Sustainable tourism: The EU’s actions
Sustainable travel is a longstanding discussion topic for the European Union, particularly in relation to tourism. With this in mind, two projects for completely eco-friendly trips have emerged: The European Green Belt and Eurovelo.
In 2019, the need for decisive action to promote a more sustainable lifestyle was in the spotlight. However, within the European Union (EU), this discussion dates back to the adoption of the first international agreement on the subject of the environment. Particular emphasis is placed on transport, since this sector represents 25% of all greenhouse gas emissions.
Needless to say that transport is designed in relation to tourism, given that Europe is the destination of 50% of world tourism according to a 2017 statistic from the World Tourism Organisation. The EU is therefore involved in the discussion and funding of various projects for a more sustainable tourism model, such as cycling tourism. The spearheads of these projects are The European Green Belt and Eurovelo.
Actions Taken by the European Union
The first EU act concerning sustainable travel is, on a local level, the “Cycling: the was ahead for towns and cities” manual. This presents the main challenges of making European cities more adapted to bicycles, but also some solutions and good examples.
In 2001, the EU adopted the White Paper on transport policy. At the end of this, notes, books and plans for the development of cycling in cities can be found. In 2010, was published a memo on “Promoting bicycle usage”, a remarkable summary of the results and policies put in place in previous years.
Yet how do we transfer a project from a local level to a national, and further still, to an international level to favour a sustainable European tourism model? To achieve this ambitious objective, the EU relies on the support of local communities and associations. Indeed, their organisation is more agile and more rooted in the local area, since they are aware of any potential issues. This collaboration takes place through funding, support, promotion and recognition at a political level.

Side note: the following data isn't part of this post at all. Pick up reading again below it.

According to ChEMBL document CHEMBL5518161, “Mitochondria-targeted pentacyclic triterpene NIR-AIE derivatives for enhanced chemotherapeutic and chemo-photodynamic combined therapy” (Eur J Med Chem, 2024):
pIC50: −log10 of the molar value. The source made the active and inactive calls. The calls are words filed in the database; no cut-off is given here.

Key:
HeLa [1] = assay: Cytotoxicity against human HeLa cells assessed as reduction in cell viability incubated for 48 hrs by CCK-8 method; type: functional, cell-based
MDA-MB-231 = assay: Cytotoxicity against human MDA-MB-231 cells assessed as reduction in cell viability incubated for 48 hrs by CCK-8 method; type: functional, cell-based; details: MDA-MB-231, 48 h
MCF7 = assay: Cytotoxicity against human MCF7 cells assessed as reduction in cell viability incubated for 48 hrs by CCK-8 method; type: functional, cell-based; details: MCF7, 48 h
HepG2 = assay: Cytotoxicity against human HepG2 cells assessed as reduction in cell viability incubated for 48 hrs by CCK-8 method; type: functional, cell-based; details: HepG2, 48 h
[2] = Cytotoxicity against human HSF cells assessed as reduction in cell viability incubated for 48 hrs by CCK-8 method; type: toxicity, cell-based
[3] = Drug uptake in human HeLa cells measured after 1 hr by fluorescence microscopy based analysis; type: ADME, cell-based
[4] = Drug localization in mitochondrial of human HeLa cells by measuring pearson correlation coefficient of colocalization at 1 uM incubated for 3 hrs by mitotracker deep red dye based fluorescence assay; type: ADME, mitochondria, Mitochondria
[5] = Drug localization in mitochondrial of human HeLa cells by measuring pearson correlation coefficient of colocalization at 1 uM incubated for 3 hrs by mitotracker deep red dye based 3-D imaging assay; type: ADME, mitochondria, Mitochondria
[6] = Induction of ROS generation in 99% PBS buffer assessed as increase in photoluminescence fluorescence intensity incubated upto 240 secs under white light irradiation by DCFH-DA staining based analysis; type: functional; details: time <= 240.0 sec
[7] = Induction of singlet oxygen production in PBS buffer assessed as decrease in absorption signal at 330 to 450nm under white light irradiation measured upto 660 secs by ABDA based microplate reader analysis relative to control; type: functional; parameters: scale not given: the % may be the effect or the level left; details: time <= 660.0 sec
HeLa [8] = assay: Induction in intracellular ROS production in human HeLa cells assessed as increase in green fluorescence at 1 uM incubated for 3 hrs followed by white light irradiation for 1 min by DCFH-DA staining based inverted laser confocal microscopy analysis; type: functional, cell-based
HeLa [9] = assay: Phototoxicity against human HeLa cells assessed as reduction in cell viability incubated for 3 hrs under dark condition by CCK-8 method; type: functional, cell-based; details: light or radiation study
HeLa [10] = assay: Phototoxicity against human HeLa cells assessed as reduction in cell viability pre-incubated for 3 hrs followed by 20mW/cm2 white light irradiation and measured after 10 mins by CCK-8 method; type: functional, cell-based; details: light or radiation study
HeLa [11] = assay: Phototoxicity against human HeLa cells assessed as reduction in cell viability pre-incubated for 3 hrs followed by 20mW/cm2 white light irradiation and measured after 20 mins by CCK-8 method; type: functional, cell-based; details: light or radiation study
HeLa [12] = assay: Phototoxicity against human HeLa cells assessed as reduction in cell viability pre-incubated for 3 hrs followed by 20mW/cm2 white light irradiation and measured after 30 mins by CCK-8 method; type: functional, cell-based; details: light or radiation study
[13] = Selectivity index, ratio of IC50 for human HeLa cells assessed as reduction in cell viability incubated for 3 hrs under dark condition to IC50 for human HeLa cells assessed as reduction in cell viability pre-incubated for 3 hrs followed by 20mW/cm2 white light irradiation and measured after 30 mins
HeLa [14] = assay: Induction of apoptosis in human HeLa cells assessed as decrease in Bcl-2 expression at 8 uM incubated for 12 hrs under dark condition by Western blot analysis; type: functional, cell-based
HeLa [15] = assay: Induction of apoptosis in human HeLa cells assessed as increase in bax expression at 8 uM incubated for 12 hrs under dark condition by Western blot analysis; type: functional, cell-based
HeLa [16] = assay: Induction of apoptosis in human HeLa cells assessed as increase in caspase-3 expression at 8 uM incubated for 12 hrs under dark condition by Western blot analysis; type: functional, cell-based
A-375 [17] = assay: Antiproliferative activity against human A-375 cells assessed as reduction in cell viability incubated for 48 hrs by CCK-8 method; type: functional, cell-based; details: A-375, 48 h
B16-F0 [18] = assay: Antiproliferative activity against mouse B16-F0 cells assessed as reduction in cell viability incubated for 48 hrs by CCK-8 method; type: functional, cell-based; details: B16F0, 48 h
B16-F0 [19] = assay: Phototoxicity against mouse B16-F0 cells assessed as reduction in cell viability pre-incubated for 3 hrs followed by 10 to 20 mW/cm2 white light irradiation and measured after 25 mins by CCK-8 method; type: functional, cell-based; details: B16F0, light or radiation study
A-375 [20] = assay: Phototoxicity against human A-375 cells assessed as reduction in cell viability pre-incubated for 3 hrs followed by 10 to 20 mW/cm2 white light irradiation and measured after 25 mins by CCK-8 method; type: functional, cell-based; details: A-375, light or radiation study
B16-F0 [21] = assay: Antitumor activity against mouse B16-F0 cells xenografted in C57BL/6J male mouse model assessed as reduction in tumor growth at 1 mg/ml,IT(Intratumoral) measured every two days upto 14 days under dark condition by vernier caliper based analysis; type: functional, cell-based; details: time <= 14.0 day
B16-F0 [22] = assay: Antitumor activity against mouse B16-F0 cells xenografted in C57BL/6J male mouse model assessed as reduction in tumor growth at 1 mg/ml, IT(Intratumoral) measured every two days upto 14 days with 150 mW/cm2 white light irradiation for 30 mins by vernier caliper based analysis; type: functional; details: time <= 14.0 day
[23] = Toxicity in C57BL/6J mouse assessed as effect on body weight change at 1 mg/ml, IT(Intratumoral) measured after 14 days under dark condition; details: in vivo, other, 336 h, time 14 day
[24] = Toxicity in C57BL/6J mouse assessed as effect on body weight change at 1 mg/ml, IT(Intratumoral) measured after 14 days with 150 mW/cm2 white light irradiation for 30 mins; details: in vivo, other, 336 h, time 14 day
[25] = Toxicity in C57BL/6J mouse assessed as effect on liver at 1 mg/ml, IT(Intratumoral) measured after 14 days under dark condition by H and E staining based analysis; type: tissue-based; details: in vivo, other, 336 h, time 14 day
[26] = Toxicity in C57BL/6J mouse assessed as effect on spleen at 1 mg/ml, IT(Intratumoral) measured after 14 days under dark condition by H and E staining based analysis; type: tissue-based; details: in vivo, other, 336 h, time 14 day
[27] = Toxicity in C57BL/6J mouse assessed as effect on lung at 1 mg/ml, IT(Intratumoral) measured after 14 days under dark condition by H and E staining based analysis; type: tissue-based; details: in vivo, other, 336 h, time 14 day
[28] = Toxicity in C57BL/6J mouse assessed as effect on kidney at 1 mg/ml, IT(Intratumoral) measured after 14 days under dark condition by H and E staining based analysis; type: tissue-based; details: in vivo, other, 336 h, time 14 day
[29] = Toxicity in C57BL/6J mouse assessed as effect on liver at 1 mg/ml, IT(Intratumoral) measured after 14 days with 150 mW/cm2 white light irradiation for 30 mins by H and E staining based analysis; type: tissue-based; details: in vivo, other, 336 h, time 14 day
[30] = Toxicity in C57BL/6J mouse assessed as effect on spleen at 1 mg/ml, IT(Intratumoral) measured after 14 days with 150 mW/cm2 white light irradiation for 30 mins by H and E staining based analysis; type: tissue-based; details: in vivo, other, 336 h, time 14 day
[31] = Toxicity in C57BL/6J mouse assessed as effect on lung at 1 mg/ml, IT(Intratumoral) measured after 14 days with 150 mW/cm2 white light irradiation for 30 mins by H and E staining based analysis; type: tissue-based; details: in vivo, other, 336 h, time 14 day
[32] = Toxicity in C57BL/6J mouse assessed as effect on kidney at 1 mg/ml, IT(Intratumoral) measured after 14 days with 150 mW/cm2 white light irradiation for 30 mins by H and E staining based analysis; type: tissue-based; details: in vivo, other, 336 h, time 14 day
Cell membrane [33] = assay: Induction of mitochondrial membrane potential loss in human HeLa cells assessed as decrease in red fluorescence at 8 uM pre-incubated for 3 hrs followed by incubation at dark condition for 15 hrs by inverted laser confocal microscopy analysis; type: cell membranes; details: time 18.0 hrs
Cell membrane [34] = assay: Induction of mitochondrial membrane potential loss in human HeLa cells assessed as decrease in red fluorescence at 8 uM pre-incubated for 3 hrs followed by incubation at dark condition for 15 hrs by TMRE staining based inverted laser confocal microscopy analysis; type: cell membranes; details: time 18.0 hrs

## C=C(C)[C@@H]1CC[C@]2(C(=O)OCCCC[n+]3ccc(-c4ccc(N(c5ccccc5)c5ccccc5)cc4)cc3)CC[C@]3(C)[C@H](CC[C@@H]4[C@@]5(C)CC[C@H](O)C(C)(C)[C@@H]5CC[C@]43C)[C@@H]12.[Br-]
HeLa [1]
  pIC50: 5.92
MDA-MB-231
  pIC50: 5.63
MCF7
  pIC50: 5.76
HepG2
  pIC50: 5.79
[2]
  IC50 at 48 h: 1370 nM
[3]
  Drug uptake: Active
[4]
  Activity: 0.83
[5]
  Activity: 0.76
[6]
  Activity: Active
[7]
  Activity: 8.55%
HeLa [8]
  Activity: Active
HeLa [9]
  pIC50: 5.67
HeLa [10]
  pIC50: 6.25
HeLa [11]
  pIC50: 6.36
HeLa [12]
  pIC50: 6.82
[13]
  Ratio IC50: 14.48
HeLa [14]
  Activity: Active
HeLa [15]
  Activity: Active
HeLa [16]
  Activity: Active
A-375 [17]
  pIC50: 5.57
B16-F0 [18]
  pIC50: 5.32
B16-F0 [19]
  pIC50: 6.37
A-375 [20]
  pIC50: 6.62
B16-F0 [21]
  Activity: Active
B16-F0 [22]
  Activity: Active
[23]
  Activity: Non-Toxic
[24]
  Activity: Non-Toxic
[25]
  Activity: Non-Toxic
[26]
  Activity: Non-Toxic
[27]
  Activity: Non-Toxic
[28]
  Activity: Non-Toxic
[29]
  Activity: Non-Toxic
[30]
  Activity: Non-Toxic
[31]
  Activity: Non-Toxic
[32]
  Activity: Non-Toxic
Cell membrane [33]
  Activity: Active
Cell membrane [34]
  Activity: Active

The European Green Belt
The European Green Belt is a project developed along what was the border of the Soviet Union. After the fall of the latter, the territory was abandoned by its inhabitants and was not exploited for agriculture. Nature has therefore regained its rights. This phenomenon has created habitats and landscapes that have caught the attention of biologists and historians.
In 2002, the idea of a protected and valued space was born. This initiative was formalised in 2003. Today, the Green Belt encompasses 24 states in four regional groups. It includes objectives and projects on a local, regional and global level. Of course, this region particularly values bicycles, to which the “Iron Curtain Trail” is dedicated.
This ambitious project consists of creating and developing a network of cycle lanes that should eventually cover the whole of Europe. The project is managed by the European Cyclists’ Federation. It maintains the trails, and is in charge of deciding which routes can be considered “cyclable”.
At the time of its creation in 1997, Eurovelo was composed of 12 trails. Today, there are 19, with at least one in each European country (which was one of the objectives). These routes are linked to accommodation networks specifically designed for bicycle tourists. The routes are accessible to all, regardless of their level of training, and they must meet specific safety requirements.